Mike Hastings’ explanation for his team’s slow start began with laughter. There was no joy behind this reaction, instead disbelief and disappointment.

“We didn’t even get out of the dock,” the Minnesota State Mankato men’s hockey coach said. “It took a while.”

Gophers coach Don Lucia knows the feeling: It took his team three weeks to get a win.

The in-state rivals were two of the coldest teams in college hockey two weeks into the season. They were a combined 0-7, shut out six times and totaled just three goals during that stretch. Both fell from their top 10 national standings to unranked.

Their motors finally kicked in late in October and these Minnesota hockey programs are once again following a similar path. Both teams are winning again.

This weekend their paths will meet in a home-and-home series that starts Friday night in Mankato and ends Saturday at Mariucci Arena.

“They started slow like we did,” Lucia said, “and all the sudden they’ve won five out of six and we’ve won three out of four, so both teams seem to be playing better.”

The shared emphasis on avoiding more setbacks puts extra weight on the in-state rivalry. This series is also the first time since the Gophers will play in Mankato since leaving the WCHA.

“There’s a lot riding on the weekend,” Hastings said. “We’ve made some progress here in the last month. … [But] I’m still trying to make sure we get this bus going down the right lane.”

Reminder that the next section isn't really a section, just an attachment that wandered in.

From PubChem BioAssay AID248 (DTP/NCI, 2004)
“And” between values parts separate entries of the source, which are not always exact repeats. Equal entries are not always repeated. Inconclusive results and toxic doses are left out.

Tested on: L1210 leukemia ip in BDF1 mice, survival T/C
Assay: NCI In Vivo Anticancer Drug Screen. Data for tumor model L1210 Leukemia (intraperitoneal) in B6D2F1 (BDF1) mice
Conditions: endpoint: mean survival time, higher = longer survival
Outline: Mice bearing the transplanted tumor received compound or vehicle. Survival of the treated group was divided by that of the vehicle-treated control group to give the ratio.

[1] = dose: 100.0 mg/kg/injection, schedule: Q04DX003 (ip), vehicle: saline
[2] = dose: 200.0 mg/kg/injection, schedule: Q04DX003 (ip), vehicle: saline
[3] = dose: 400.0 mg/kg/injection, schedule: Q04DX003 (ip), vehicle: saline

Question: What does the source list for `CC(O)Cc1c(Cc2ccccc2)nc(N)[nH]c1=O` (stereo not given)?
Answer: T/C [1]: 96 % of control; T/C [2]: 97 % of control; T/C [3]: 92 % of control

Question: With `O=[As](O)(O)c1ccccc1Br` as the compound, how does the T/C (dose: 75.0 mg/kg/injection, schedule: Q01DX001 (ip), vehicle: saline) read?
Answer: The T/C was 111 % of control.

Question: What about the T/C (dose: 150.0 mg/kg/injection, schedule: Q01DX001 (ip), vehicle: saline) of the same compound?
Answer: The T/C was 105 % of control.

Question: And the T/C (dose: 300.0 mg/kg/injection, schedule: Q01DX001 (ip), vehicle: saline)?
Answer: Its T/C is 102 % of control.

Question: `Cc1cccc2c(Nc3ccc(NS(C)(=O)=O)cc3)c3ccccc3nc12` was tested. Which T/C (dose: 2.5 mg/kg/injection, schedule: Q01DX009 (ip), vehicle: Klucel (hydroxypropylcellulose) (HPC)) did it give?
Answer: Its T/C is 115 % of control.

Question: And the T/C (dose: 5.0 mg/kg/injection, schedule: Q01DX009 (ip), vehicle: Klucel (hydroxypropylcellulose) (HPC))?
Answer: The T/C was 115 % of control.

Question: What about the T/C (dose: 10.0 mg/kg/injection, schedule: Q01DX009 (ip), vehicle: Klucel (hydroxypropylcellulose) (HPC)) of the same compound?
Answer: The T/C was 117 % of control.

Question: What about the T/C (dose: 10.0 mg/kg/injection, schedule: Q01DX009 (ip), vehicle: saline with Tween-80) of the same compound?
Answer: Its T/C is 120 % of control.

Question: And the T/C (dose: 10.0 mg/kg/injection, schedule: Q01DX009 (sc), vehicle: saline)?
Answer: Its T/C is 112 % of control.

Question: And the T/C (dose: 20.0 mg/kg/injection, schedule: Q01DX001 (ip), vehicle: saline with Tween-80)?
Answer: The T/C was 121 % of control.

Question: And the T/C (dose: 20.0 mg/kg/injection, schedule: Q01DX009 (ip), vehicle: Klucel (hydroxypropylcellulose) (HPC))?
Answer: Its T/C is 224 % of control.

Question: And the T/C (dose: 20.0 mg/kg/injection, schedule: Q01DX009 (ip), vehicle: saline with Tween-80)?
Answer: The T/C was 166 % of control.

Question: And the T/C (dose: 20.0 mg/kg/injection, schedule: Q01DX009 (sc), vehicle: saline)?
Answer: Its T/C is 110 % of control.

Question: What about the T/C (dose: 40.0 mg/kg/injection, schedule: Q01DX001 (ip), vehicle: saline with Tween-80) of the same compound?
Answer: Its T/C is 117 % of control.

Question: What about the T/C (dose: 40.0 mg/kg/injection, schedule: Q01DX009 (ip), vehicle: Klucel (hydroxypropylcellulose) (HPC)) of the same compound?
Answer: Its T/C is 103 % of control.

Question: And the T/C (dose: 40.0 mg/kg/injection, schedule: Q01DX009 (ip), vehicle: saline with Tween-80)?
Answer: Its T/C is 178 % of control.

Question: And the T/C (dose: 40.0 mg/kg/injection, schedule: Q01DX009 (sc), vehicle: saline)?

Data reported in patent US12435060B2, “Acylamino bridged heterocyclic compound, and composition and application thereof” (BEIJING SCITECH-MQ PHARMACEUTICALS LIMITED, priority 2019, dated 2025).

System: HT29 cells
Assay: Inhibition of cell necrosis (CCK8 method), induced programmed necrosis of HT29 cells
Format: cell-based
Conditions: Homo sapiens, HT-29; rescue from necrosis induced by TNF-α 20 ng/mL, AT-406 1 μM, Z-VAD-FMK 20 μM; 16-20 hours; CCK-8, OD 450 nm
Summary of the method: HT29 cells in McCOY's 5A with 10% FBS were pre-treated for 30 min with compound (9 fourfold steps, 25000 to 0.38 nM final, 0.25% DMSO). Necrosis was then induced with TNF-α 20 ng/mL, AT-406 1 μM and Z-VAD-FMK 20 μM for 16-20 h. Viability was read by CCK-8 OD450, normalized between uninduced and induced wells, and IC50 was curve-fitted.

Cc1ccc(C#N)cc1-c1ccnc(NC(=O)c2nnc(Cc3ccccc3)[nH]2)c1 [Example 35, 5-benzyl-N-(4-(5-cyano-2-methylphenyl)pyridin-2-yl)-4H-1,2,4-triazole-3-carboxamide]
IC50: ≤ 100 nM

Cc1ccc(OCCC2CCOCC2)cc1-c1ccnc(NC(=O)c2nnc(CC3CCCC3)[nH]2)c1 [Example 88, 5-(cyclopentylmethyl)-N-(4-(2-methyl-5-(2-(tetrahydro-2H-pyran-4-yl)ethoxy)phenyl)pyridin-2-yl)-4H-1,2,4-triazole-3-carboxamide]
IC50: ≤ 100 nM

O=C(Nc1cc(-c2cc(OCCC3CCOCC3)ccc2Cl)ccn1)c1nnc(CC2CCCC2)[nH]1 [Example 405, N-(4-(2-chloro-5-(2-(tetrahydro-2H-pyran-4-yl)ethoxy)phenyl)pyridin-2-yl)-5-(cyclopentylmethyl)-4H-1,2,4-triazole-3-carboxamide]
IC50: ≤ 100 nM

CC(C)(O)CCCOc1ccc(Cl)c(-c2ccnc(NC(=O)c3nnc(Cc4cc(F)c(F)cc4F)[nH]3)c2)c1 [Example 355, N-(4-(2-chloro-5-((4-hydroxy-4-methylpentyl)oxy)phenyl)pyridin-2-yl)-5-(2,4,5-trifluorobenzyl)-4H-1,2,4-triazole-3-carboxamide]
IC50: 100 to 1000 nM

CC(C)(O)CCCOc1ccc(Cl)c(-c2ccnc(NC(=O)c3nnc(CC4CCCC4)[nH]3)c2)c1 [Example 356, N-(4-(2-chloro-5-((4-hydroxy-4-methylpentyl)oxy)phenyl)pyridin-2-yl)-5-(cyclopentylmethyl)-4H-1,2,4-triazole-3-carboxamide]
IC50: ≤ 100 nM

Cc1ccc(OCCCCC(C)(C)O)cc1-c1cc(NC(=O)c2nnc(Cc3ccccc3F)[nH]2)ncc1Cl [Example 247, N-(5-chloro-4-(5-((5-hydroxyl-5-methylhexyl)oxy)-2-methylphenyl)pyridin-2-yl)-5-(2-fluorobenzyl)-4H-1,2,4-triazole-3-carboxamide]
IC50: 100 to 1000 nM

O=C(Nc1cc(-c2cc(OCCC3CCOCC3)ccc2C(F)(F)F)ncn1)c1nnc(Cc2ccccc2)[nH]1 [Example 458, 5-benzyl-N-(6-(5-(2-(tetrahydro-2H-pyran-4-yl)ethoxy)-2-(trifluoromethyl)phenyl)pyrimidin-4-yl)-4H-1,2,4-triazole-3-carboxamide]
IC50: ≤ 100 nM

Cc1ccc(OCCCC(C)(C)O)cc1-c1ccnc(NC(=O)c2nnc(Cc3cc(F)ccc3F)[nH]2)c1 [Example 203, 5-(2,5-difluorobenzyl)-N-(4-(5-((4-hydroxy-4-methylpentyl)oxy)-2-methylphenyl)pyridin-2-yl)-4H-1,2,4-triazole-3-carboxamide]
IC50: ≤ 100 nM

The expectations for the Mavericks were high entering the season. They were ranked No. 6 in the preseason polls, but started with a thud, losing an exhibition game to Alberta and then getting swept by nationally ranked Omaha and St. Cloud State in the first two weeks.

This was unexpected for a team that lost two All-Americas and its goaltender from last season’s No. 1-ranked team but still has 14 upperclassmen on its roster.

Now they’re outside of the top 20, trying to claw their way back in.

“It was kind of scary,” said junior defenseman Casey Nelson, the Mavericks leading scorer (three goals, six assists). “We were 0-4 and were going into a hard building to play in [at Bemidji State], but came out with two wins. … That’s where it started and we know what we can do now.

“We’re rolling now and the guys are starting to grow together, and the freshmen are starting to get more comfortable.”

The same could be said for the Gophers. Lucia’s team is built even more on young talent, and last weekend’s split at Notre Dame showed progress. They scored three goals in the third period to pull away for a 4-1 victory in the second game.

“It was probably the most complete game we’ve played all season,” Lucia said. “It was just part of the process.

“Mike [Guentzel, the Gophers associated head coach] told the guys after, that they showed the way that we have to play for us to be successful and they showed that they can do that.

“Now the question is: Can we become consistent night-in and night-out? That’s the next challenge.”